The decision was to let it be done according to the law. In Isaiah 52:11 God’s law decreed that those who had become involved with the unclean thing were to depart from that which was unclean. In the practical sense, if an Israelite married a heathen wife, he was to divorce that wife, which was the way Ezra and the other leaders understood that law. Ezra 10:10-12:

And Ezra the priest stood up, and said unto them, Ye have transgressed, and have taken strange wives, to increase the trespass of Israel. Now therefore make confession unto the Lord God of your fathers, and do his pleasure: and separate yourselves from the people of the land, and from the strange wives. Then all the congregation answered and said with a loud voice, As thou hast said, so must we do.


  A second ceremonial law that relates to marriage is found in Deuteronomy 22:22: “If a man be found lying with a woman married to an husband, then they shall both of them die, both the man that lay with the woman, and the woman: so shalt thou put away evil from Israel.”

This law demanded the death penalty for a man and woman who were discovered in an adulterous relationship. Dramatic judgment on those who commit adultery was the literal, earthly application of this command.

The heavenly meaning or the Gospel application of this command is found in the New Testament, where this command points to an awesome spiritual marriage. This marriage is revealed in Romans 7:1-4:

Know ye not, brethren, (for I speak to them that know the law,) how that the law hath dominion over a man as long as he liveth? For the woman which hath an husband is bound by the law to her husband so long as he liveth; but if the husband be dead, she is loosed from the law of her husband. So then if, while her husband liveth, she be married to another man, she shall be called an adulteress: but if her husband be dead, she is free from that law; so that she is no adulteress, though she be married to another man. Wherefore, my brethren, ye also are become dead to the law by the body of Christ; that ye should be married to another, even to him who is raised from the dead, that we should bring forth fruit unto God.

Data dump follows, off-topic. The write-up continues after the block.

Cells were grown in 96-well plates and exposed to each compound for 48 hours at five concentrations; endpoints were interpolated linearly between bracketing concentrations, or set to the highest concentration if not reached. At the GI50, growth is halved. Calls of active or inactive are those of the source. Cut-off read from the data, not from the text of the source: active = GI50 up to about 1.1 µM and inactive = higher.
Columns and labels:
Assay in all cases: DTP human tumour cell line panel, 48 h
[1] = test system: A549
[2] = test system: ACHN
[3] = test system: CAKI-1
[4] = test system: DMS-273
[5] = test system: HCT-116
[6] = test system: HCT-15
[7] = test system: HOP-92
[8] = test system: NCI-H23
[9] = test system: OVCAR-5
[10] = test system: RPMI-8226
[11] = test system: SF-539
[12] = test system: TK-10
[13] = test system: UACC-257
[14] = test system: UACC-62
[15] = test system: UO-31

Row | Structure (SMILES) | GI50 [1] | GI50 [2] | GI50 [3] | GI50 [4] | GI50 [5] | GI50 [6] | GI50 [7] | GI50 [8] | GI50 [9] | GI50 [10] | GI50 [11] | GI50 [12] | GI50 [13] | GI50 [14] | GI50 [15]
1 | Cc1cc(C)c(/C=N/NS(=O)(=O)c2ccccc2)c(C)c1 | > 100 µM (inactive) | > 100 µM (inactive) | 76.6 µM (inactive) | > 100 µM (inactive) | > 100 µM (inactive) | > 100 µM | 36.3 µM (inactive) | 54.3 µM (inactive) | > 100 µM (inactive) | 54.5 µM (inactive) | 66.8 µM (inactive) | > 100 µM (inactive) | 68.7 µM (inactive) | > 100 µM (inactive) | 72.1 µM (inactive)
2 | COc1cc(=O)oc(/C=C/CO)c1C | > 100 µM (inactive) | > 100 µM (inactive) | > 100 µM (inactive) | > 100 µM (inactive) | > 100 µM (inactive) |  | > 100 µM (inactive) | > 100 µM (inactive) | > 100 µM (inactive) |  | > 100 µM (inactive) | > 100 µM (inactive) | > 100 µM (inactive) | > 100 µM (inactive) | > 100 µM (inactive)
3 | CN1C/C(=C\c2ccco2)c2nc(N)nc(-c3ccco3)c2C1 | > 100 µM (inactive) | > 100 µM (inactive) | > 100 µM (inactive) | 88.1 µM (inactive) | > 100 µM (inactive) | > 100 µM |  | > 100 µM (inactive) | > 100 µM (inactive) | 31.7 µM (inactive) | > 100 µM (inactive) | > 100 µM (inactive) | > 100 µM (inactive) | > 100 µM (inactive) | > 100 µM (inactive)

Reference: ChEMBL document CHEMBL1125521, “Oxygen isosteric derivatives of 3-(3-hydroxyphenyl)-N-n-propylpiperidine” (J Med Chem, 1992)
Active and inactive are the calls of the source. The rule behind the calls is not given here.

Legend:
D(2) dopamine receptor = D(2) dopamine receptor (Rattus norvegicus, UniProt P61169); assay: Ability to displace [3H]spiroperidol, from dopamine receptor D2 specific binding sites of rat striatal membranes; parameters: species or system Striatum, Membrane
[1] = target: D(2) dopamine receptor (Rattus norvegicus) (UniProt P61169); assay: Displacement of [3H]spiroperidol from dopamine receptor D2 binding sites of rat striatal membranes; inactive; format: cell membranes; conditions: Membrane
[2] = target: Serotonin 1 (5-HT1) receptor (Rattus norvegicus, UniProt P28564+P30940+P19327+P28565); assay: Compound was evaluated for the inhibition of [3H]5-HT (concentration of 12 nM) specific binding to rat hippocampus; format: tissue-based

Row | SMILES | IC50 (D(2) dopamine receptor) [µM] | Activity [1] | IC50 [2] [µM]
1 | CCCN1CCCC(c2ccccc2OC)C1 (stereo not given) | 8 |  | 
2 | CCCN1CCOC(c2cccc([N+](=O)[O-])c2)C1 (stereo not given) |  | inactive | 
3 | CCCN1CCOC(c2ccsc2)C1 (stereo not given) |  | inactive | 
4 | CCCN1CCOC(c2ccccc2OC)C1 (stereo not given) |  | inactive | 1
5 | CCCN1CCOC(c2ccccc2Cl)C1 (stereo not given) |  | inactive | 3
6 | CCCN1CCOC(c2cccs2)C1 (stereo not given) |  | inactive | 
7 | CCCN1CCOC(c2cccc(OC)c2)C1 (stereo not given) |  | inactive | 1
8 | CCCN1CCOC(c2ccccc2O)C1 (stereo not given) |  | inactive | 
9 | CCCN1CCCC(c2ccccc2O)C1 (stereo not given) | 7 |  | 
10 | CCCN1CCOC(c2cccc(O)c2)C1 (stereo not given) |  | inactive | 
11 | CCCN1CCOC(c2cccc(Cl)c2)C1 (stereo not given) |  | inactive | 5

In a spiritual sense every one in the human race is automatically married to the law of God. This marriage is not the result of man’s desire. Rather, it is a marriage in which God has joined two parties together into an indissolvable union. These two parties are the human being on the one hand and the law of God on the other hand. Because God has joined these two together, no man can break the union. No matter how we might wish we were free from our spiritual marriage to the law of God, we cannot be freed from it.

It is a marriage between a perfect husband and a very imperfect wife. The husband, the law of God, is absolutely blameless. The wife, however, is the human being, and she is altogether adulterous. We know that the law of God is the husband because Romans 7:1 declares that the law has dominion over the man. In any marriage, the husband is the head of the wife and the wife is to be submissive to the husband.

Therefore, within this spiritual marriage, we humans are to submit obediently to the law of God, which is our spiritual husband. Every time we commit a sin we are engaging in spiritual adultery. We are being unfaithful to our spiritual husband, the law of God. 6 What God hath joined together...